Almost $42 billion in unfunded liabilities are plaguing Texas public employee retirement funds as state lawmakers prepare to debate new accountability measures.
Legislative leaders are signaling that discussions could hit some sacred cows: ending traditional pension plans for future state employees, imposing fees on pension funds to help pay for state oversight and calling attention to retirement funds that fit an "at-risk" profile.
"Some [pensions] have significant issues; several of these are in trouble for granting additional benefits when they should not have," state Rep. Vicki Truitt, R-Southlake, said Monday.
Truitt, who is on the Texas Pension Review Board, says she's open to discussions about overhauling the structure of retirement plans for future public school teachers and state employees. She and other lawmakers are also urging Texas municipalities to deal locally with their pension underfunding issues.
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"Unfortunately in years past, the Legislature was compliant in allowing this to happen. ... The Legislature should have recognized what was going to happen to the funds down the road," she said. "Ideally, the local parties will recognize the need and muster the political will to take corrective action. I hope the PRB's intervention is not necessary."
The pension board is expecting to unveil a system to identify risk factors for a public pension plan. Although the board has no enforcement power, by pointing out problems it could increase pressure for reforms.
"We don't see anybody immediately going bankrupt," board Executive Director Chris Hanson said Friday. "But we felt this was a good time to get this done."
Another idea that is already drawing heavy opposition from some employee groups is a proposal to assess what some call a tax -- perhaps of 50 cents per participant -- on retirement plans to support the review board budget.
The idea was introduced as a way to help shrink the state's multibillion-dollar budget deficit, said Max Patterson, executive director of the Texas Association of Public Employee Retirement Systems, which represents more than 420,000 active and retired municipal government workers.
"That's the big one on the radar screen," Patterson said. "You can't take money out of a trust unless it benefits the trust. It's a legal issue."
Texas has more than 90 public retirement systems that support 1.3 million active members, as well as plan members who are retired and receive monthly pensions.
Truitt says discussions will be open-minded and direct.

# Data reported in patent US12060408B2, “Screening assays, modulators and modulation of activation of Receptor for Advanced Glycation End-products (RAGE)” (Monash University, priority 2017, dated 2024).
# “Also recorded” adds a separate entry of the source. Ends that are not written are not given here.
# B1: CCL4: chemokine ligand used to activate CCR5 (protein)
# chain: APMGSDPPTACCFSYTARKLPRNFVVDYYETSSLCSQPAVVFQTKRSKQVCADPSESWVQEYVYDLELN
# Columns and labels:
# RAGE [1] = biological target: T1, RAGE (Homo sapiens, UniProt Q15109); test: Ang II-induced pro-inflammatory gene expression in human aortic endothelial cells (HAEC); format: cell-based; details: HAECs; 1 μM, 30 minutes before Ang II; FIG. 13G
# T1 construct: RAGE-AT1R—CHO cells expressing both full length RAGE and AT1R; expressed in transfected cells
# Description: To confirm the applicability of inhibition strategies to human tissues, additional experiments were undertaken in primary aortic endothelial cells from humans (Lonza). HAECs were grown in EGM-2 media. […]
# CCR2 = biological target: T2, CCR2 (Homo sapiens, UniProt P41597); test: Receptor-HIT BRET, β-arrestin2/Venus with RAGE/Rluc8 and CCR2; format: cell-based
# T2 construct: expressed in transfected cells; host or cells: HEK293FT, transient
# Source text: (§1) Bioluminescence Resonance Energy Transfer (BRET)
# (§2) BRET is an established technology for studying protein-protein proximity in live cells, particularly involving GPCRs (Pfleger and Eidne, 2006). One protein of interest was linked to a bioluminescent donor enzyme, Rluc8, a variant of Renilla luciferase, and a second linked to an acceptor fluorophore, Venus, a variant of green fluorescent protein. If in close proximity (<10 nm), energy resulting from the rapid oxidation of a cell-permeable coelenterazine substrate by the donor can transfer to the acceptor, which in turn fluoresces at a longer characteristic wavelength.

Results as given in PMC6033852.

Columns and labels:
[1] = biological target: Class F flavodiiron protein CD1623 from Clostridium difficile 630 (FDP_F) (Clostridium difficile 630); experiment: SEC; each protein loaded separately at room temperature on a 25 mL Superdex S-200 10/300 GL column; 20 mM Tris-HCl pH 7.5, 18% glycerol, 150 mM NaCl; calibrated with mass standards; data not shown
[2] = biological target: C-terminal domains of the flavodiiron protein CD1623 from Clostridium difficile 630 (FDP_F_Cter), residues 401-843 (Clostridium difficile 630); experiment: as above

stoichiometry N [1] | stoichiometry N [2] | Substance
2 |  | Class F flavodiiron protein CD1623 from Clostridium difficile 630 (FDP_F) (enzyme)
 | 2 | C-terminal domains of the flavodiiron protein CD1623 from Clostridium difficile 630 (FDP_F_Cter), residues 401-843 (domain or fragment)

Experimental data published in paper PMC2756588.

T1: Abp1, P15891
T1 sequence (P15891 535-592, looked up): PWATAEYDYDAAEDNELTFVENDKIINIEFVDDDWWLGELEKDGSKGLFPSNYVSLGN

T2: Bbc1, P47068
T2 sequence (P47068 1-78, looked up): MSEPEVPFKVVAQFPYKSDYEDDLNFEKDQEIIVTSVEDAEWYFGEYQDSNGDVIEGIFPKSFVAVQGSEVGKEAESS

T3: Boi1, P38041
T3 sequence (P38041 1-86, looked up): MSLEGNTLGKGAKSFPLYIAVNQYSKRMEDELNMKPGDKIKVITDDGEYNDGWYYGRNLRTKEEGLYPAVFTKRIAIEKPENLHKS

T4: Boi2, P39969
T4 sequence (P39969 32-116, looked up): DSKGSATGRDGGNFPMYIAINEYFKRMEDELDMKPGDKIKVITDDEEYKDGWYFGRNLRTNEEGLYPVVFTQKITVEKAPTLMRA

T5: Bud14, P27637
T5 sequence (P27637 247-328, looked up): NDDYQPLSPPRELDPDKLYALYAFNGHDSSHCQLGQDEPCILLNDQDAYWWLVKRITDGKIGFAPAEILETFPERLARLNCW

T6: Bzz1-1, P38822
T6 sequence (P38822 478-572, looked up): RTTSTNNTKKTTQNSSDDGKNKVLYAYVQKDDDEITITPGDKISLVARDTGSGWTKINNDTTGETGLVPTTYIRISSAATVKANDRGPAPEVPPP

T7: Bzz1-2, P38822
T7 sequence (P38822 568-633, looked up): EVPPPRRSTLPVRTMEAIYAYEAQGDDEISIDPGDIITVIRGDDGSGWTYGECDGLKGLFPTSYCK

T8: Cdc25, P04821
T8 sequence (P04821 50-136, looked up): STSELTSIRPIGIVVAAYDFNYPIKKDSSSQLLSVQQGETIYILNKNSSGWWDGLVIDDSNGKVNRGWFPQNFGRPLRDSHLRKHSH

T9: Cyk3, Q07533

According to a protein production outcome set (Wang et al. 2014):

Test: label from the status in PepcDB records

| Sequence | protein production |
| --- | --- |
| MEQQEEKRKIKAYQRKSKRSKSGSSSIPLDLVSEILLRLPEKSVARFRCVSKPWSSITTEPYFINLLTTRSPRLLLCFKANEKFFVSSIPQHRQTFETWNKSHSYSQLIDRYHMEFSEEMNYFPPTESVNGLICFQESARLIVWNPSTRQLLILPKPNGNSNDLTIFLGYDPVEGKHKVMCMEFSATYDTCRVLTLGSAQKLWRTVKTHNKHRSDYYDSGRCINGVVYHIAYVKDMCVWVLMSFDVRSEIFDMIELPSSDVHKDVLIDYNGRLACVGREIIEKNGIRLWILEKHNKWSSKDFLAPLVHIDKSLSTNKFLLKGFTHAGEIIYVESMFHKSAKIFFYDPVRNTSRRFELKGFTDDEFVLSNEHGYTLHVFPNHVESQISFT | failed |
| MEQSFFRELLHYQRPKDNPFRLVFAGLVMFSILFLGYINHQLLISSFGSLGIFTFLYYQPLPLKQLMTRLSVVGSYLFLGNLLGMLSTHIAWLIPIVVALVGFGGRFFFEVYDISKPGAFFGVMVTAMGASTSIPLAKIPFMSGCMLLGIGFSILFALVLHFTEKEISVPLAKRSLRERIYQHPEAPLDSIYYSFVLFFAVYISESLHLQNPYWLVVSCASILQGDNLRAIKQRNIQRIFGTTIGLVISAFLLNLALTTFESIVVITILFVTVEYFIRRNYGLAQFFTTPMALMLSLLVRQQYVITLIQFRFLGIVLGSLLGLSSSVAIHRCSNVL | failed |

"There are organizations and individuals who believe we should abandon the defined-benefit method of pensions and move to a defined contribution," Truitt said. "I'm receptive to the debate ... but there are costs associated with all of that."
The review board has begun work on a policy to identify risky practices that could debilitate a pension. With lawmakers' consent, the board would then work with managers of troubled pensions to get them back on track.
A potential risk factor could be, for example, an assumed rate of investment return that exceeds industry standards. Some pension managers have based their financial outlook on projections of a sustained annual 8.5 percent rate of return. In times of economic stress and a bear market, that is considered "aggressive" by industry standards.
Other risk factors could be inadequate pension contribution rates, or mortality tables that underestimate retiree life spans.
There is no single red flag, Hanson said.
"You've got to drill much deeper to see what's causing the issues," he said.
Although public pension shortfalls are pushing some states to the brink of bankruptcy, Texas is not in such dire shape, officials say. But it has 20 plans that are not considered sound because the payoff period for their unfunded liabilities exceeds 40 years. Those plans have more than 1 million active members.
Eight of the Texas plans will never eliminate their unfunded liability at current funding levels, board records show. At the top of the list is the state's largest pension fund, the Teacher Retirement System of Texas. It accounts for about half of the $42 billion shortage, according to board records. TRS managers, however, since late 2009 have chopped in half its unfunded liability to about $23 billion.
A dozen other plans, including the Fort Worth Employees Retirement Fund, have payoff periods for their unfunded liability that exceed 40 years, according to the most recent board information.
Some plan managers have not filed updated information with the board.
Hanson expects pension fund finances to improve if the stock market continues its uptick.
Most likely, the board's scrutiny will not be on plans that were in good condition before the 2008 economic meltdown but on those that were troubled before it, he said.
It has been a decade since the pension board reviewed its policy for monitoring, identifying and working with troubled plans, Hanson said.
Staff writer Aman Batheja contributed to this report.